Auburn and Mississippi. Only the Seminoles reached the playoff. Ohio State, the eventual national champion, was 16th in the first rankings. TAKEAWAYS FROM THE FIRST PLAYOFF RANKINGS: The committee really warmed up to the Crimson Tide. Alabama lost to Mississippi in September and then Florida pounded Ole Miss in Gainesville. But the Tide landed in playoff position, while Florida was 10th and Ole Miss was 18th. “Alabama from our point of view had a stronger schedule in the games they have won,” said selection committee chairman Jeff Long, the athletic director at Arkansas. “They have three wins against teams with better than .500 records. They’re close even though they may be separated by

>>WHAT’S INSIDE opinion Editorial: Greg Hardy should already be walking a tight rope because of his track record. pg. 2

STATEWIDE LEGISLATION

teams have similar resumes. a number of ranking spots.” Remember, the committee If you think Alabama is positioned to simply win out showed last year it does not lock teams into and get in positions. the playoff, think again. “Alabama, from our point Florida State dropped O l e of view, had a stronger while not Miss is still in control schedule in the games they losing, and of the SEC TCU was won.” third going West race, into the last so Alabama Jeff Long | Selection Committee weekend of will need Chairman the season the Rebels and finished to lose just to reach the sixth, despite SEC championship game. At 11-1 blowing out Iowa State. with no conference championship, WAITING ON THE BIG 12: Alabama is likely to get jumped by teams that do win conference The Big 12 has four teams titles, including whichever team (Baylor, No. 8 TCU, No. 14 wins the SEC. Oklahoma State and No. 15 The committee is told Oklahoma) in the top 15, and they to emphasize conference championships, especially when PLAYOFFS >> Page 4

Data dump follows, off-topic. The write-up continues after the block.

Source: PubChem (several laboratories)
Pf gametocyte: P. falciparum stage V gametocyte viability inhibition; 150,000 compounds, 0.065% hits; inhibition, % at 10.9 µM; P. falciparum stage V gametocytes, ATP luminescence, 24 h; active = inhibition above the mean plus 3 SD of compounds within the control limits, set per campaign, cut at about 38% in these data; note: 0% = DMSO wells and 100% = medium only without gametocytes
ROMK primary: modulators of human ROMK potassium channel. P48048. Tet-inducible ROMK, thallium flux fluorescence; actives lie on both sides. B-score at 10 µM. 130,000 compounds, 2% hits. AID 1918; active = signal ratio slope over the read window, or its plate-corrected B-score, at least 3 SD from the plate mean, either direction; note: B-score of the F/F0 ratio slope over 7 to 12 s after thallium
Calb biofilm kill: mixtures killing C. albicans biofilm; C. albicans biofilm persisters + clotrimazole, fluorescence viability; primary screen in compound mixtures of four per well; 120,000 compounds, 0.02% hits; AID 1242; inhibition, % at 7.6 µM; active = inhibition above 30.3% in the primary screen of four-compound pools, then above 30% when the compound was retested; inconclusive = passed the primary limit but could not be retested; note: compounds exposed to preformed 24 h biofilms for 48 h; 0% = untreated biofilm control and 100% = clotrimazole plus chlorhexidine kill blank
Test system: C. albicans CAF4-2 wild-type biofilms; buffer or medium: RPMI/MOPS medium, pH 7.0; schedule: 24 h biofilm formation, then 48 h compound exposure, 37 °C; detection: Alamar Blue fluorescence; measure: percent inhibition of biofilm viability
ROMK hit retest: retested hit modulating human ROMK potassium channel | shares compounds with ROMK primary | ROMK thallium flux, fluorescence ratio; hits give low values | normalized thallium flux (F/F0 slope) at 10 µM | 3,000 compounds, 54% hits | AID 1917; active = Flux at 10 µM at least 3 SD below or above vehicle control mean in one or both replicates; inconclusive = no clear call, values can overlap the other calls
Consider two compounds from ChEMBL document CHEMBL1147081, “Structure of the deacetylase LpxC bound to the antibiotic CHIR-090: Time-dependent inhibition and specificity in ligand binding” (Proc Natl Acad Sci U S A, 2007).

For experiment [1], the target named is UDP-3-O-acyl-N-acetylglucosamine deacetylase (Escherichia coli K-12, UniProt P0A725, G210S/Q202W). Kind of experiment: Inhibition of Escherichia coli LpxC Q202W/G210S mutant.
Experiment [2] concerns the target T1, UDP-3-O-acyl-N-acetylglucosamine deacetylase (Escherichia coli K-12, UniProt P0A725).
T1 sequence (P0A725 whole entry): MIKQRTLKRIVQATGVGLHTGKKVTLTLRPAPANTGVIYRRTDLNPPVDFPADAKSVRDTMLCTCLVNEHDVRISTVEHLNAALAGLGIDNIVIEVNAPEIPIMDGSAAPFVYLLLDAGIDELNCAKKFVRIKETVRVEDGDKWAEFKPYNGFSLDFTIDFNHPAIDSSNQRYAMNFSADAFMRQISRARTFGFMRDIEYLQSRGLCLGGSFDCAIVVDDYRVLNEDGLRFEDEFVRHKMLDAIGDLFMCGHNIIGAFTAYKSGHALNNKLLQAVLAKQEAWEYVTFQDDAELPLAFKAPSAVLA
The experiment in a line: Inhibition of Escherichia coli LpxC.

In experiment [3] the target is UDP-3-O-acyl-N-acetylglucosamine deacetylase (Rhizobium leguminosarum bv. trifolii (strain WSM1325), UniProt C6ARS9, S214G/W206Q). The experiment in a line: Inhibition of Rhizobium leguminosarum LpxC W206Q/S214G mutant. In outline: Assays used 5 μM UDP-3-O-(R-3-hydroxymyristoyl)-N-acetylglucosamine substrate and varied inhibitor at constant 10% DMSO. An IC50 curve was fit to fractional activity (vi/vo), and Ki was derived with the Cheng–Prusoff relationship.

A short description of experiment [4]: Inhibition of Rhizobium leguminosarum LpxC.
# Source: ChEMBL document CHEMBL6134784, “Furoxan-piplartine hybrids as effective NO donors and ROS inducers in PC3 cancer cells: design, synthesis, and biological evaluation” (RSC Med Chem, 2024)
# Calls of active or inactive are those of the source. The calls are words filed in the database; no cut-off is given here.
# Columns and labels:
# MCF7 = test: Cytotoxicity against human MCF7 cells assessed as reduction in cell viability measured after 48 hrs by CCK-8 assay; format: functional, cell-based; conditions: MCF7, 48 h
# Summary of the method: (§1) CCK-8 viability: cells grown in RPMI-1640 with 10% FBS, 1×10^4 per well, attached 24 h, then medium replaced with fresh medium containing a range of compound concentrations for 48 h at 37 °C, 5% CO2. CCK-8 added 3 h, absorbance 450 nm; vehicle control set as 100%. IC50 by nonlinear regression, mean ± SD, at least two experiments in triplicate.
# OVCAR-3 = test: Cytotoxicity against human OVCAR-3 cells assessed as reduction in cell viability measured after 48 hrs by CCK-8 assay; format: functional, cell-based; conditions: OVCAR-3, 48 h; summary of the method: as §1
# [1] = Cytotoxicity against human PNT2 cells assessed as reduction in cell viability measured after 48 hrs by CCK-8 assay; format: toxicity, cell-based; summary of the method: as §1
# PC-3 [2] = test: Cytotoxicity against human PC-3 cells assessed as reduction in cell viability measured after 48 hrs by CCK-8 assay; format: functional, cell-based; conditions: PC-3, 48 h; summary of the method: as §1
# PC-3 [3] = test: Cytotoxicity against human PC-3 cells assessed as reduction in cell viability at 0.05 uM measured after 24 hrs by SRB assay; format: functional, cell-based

INKED

Voters approve all seven Texas amendments Tuesday

news Agape Connection: Students get more connected with the elderly in Waco. pg. 3

sports

Baylor Soccer: Begins their Big 12 campaign for the championship as the No. 2 seed as of now. pg. 6

Vol.116 No. 37

WILL WEISSERT Associated Press AUSTIN — Voters statewide approved all seven proposed amendments to the Texas Constitution on Tuesday — giving themselves tax breaks, cementing their rights to hunt and fish, pumping billions of extra public dollars into roads and freeing some top elected officials from having to live in the state capital. But Texas’ most-watched ballot initiative was defeated, as Houston residents rejected a city ordinance extending nondiscrimination protections to gay and transgender residents. Tea party-backed Attorney

General Ken Paxton declaring that America’s fourth largest city “defeated the latest extreme example of political correctness.” “Houston rightly ignored Hollywood and the liberal elites,” Paxton said in a statement. Here’s a guide to what happened on Election Day: TAX CUTS COMING: Voters approved Proposition 1, which will increase homeowners’ school property tax homestead exemption from $15,000 to $25,000, saving the average family roughly $125 annually while costing the state about $1.2 billion in tax revenue for

Sarah Pyo | Lariat Photographer

The Indian Subcontinent Student Association will be having a fundraiser from 11 a.m. to 4 p.m. every day this week in the atrium of the Baylor Sciences Building. Henna tattoos are also offered as a special. Prices range depending on the size and intricacy of the design. Proceeds of the fundraiser will go to Developments in Literacy.

ELECTIONS >> Page 4 © 2015 Baylor University